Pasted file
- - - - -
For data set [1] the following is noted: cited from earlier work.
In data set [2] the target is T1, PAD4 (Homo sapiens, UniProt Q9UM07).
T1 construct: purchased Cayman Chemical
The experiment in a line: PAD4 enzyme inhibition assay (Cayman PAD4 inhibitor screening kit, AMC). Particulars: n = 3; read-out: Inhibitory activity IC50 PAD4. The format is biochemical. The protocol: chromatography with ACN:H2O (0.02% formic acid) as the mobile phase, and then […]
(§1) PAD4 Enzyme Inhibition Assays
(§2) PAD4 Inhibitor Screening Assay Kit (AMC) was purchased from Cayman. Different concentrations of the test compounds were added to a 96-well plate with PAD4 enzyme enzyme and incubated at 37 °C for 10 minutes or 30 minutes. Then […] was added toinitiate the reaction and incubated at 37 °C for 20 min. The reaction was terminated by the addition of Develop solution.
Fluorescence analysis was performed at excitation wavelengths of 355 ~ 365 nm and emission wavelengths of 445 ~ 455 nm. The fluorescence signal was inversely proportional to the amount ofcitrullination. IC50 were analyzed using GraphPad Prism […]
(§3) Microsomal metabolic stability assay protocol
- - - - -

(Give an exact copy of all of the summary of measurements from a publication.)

For data set [1] the following is noted: cited from earlier work.
In data set [2] the target is T1, PAD4 (Homo sapiens, UniProt Q9UM07).
T1 construct: purchased Cayman Chemical
The experiment in a line: PAD4 enzyme inhibition assay (Cayman PAD4 inhibitor screening kit, AMC). Particulars: n = 3; read-out: Inhibitory activity IC50 PAD4. The format is biochemical. The protocol: chromatography with ACN:H2O (0.02% formic acid) as the mobile phase, and then […]
(§1) PAD4 Enzyme Inhibition Assays
(§2) PAD4 Inhibitor Screening Assay Kit (AMC) was purchased from Cayman. Different concentrations of the test compounds were added to a 96-well plate with PAD4 enzyme enzyme and incubated at 37 °C for 10 minutes or 30 minutes. Then […] was added toinitiate the reaction and incubated at 37 °C for 20 min. The reaction was terminated by the addition of Develop solution.
Fluorescence analysis was performed at excitation wavelengths of 355 ~ 365 nm and emission wavelengths of 445 ~ 455 nm. The fluorescence signal was inversely proportional to the amount ofcitrullination. IC50 were analyzed using GraphPad Prism […]
(§3) Microsomal metabolic stability assay protocol